When it comes to lumpia, there are two main types- filling lumpias and wrapper-lumpians. There is some variation in how they are made, but either type can be very creative.
Making filling lumpias or stick-lumpies requires more ingredients than making plain rice rolls or spring roll wraps. They call for meat or vegetarian fillings such as chicken, shrimp, vegetables, etc.
Making a good lumpie depends mostly on having enough wrappers. A perfect number of wrappers is one box per person (we recommend the Asian Kitchen Silpat Bisket Rolls because you get a lot!).
That’s why most people make their own homemade wrappers. If you are ever struggling with what kind of recipe to try, hop onto the internet and search recipes.
Tips for making lumpia
In Filipino cuisine, there are many different types of rice dishes that get enjoyed year round. Some of these include pinquito (rice flour balls with tomato sauce) and karek-ekdok (lumpiang tsambal, or spicy fried rice).
One type of rice dish that gets less attention is the lumpia — also known as egg roll in some countries. A lumpia is basically an Asian spring roll made of soft, fluffy rice mixed together with other ingredients like meat, vegetables, and seasonings.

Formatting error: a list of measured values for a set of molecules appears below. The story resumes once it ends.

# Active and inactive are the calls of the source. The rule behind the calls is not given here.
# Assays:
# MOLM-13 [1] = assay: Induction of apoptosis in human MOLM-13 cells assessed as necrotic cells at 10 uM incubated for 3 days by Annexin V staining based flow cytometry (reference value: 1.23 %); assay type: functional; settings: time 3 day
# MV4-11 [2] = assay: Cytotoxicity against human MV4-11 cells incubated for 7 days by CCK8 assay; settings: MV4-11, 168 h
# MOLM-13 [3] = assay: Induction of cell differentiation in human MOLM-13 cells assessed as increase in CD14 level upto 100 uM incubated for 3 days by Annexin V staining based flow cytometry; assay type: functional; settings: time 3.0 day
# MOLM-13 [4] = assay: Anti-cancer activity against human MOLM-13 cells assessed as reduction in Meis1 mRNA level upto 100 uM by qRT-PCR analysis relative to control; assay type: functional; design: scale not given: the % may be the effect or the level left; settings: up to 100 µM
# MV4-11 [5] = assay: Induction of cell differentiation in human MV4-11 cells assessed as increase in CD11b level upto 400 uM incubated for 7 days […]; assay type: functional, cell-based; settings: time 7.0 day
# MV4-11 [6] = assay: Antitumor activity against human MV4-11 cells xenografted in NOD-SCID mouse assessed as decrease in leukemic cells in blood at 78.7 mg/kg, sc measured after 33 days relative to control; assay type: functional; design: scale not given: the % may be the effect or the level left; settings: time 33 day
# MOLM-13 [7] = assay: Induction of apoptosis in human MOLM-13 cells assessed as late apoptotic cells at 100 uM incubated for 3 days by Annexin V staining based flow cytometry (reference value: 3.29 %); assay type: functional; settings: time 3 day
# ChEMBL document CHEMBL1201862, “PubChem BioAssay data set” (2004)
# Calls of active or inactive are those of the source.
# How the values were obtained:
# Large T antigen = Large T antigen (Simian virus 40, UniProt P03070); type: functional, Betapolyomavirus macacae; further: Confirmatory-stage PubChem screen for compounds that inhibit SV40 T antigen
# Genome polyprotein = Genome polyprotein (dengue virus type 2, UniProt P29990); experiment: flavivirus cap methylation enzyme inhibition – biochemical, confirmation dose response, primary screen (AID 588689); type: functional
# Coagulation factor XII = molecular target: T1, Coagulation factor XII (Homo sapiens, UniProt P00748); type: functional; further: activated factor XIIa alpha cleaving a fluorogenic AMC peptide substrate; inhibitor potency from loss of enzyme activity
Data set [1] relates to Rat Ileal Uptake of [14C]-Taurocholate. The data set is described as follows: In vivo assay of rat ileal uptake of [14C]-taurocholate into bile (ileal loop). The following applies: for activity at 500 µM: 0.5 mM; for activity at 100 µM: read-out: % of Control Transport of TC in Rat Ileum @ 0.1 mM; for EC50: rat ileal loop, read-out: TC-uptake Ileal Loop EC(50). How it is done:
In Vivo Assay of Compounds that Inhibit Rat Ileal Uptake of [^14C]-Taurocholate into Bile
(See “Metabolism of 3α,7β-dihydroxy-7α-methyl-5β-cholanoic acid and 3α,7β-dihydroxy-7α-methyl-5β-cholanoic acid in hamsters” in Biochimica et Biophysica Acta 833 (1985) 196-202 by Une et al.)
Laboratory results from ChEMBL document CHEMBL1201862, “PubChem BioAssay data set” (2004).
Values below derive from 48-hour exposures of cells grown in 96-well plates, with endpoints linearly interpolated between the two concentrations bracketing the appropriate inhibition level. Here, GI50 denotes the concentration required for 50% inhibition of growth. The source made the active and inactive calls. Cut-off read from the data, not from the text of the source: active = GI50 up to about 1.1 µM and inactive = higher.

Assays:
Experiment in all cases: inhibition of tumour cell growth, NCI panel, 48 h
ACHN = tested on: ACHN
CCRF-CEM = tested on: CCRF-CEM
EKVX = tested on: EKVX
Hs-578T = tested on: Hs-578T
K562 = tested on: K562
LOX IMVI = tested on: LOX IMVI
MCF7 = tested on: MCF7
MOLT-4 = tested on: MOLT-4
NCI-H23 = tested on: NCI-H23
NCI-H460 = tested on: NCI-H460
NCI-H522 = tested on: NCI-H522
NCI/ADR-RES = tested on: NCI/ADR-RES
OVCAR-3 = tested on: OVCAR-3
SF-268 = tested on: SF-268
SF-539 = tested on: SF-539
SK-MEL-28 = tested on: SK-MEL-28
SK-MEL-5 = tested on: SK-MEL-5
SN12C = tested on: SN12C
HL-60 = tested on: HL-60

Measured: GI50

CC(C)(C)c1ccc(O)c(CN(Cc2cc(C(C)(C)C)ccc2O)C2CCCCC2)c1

The mixture is shaped into thin sheets which are then rolled up like an Italian pasta shape called elfino. These rolls are usually deep-fried until golden brown and crispy so they’re quite the taste treat!
Lumpianis are typically seasoned with salt, pepper, oil, and sometimes additional flavorings such as chili powder or garlic. They can be either plain or have one of several possible toppings, including pickled carrots, cabbage, tomatoes, and more.
While most people know how to make fluffier, thinner lumpias by using colder boiling water, making them softer and potentially better tasting, there are two slightly harder ways to do it. Both of these recipes use warmer water than the usual method, but we will talk about those later.
Use butter or oil for frying
When making lumpia, one of the most difficult things is deciding what kind of fat to use when frying them. There are two main types of fats that can be used in food recipes – olive oil and melted stick/soft cheese such as cream cheese.
Olive oil is your best bet if you want to have healthier fried foods since it contains some important vitamins and minerals. However, it will not set properly unless it is cold-the very thing that makes the dough soft and stretchy while rolling it up! If you do not have chocolate sauce to coat the finished product, then using olive oil may not work.
Melted cheese is another good option because it does not require heat to use; you can just whisk it into the cooked rice and roll away! The trick is finding the right type of cheese of layer to use.
We recommend lowfat ricotta salata cheese, chopped up and spread onto the raw rice.